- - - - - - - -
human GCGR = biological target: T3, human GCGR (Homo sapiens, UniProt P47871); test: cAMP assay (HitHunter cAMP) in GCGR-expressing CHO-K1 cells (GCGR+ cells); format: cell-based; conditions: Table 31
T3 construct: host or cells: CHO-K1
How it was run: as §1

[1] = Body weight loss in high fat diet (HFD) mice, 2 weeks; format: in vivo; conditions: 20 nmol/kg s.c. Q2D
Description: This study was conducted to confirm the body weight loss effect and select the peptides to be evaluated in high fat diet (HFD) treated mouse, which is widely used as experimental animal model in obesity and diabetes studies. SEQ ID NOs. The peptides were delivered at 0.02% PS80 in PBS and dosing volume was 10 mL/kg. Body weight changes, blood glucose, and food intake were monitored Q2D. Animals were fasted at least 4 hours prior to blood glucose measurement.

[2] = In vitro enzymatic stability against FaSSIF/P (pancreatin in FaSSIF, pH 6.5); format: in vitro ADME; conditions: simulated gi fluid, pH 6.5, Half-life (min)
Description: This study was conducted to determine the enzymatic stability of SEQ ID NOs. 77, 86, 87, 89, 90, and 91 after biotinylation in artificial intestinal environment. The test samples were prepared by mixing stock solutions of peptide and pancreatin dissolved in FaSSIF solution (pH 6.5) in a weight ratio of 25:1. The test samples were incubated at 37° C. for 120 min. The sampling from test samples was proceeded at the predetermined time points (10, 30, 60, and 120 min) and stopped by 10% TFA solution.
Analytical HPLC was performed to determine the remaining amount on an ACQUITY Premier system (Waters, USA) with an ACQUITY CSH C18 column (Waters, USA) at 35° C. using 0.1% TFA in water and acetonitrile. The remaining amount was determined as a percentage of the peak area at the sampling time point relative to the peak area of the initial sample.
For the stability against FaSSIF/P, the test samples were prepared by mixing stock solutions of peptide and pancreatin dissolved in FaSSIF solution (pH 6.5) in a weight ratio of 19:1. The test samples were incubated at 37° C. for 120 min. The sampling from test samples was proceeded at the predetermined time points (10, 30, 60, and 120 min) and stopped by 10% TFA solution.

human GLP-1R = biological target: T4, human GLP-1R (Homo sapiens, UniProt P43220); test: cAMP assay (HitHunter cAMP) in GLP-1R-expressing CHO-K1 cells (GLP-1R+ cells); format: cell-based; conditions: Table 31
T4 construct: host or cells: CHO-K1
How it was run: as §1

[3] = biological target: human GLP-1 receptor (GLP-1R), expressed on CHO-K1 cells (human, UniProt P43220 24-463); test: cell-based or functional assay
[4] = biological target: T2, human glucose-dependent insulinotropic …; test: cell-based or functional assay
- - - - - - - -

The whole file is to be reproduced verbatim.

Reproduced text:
human GCGR = biological target: T3, human GCGR (Homo sapiens, UniProt P47871); test: cAMP assay (HitHunter cAMP) in GCGR-expressing CHO-K1 cells (GCGR+ cells); format: cell-based; conditions: Table 31
T3 construct: host or cells: CHO-K1
How it was run: as §1

[1] = Body weight loss in high fat diet (HFD) mice, 2 weeks; format: in vivo; conditions: 20 nmol/kg s.c. Q2D
Description: This study was conducted to confirm the body weight loss effect and select the peptides to be evaluated in high fat diet (HFD) treated mouse, which is widely used as experimental animal model in obesity and diabetes studies. SEQ ID NOs. The peptides were delivered at 0.02% PS80 in PBS and dosing volume was 10 mL/kg. Body weight changes, blood glucose, and food intake were monitored Q2D. Animals were fasted at least 4 hours prior to blood glucose measurement.

[2] = In vitro enzymatic stability against FaSSIF/P (pancreatin in FaSSIF, pH 6.5); format: in vitro ADME; conditions: simulated gi fluid, pH 6.5, Half-life (min)
Description: This study was conducted to determine the enzymatic stability of SEQ ID NOs. 77, 86, 87, 89, 90, and 91 after biotinylation in artificial intestinal environment. The test samples were prepared by mixing stock solutions of peptide and pancreatin dissolved in FaSSIF solution (pH 6.5) in a weight ratio of 25:1. The test samples were incubated at 37° C. for 120 min. The sampling from test samples was proceeded at the predetermined time points (10, 30, 60, and 120 min) and stopped by 10% TFA solution.
Analytical HPLC was performed to determine the remaining amount on an ACQUITY Premier system (Waters, USA) with an ACQUITY CSH C18 column (Waters, USA) at 35° C. using 0.1% TFA in water and acetonitrile. The remaining amount was determined as a percentage of the peak area at the sampling time point relative to the peak area of the initial sample.
For the stability against FaSSIF/P, the test samples were prepared by mixing stock solutions of peptide and pancreatin dissolved in FaSSIF solution (pH 6.5) in a weight ratio of 19:1. The test samples were incubated at 37° C. for 120 min. The sampling from test samples was proceeded at the predetermined time points (10, 30, 60, and 120 min) and stopped by 10% TFA solution.

human GLP-1R = biological target: T4, human GLP-1R (Homo sapiens, UniProt P43220); test: cAMP assay (HitHunter cAMP) in GLP-1R-expressing CHO-K1 cells (GLP-1R+ cells); format: cell-based; conditions: Table 31
T4 construct: host or cells: CHO-K1
How it was run: as §1

[3] = biological target: human GLP-1 receptor (GLP-1R), expressed on CHO-K1 cells (human, UniProt P43220 24-463); test: cell-based or functional assay
[4] = biological target: T2, human glucose-dependent insulinotropic …; test: cell-based or functional assay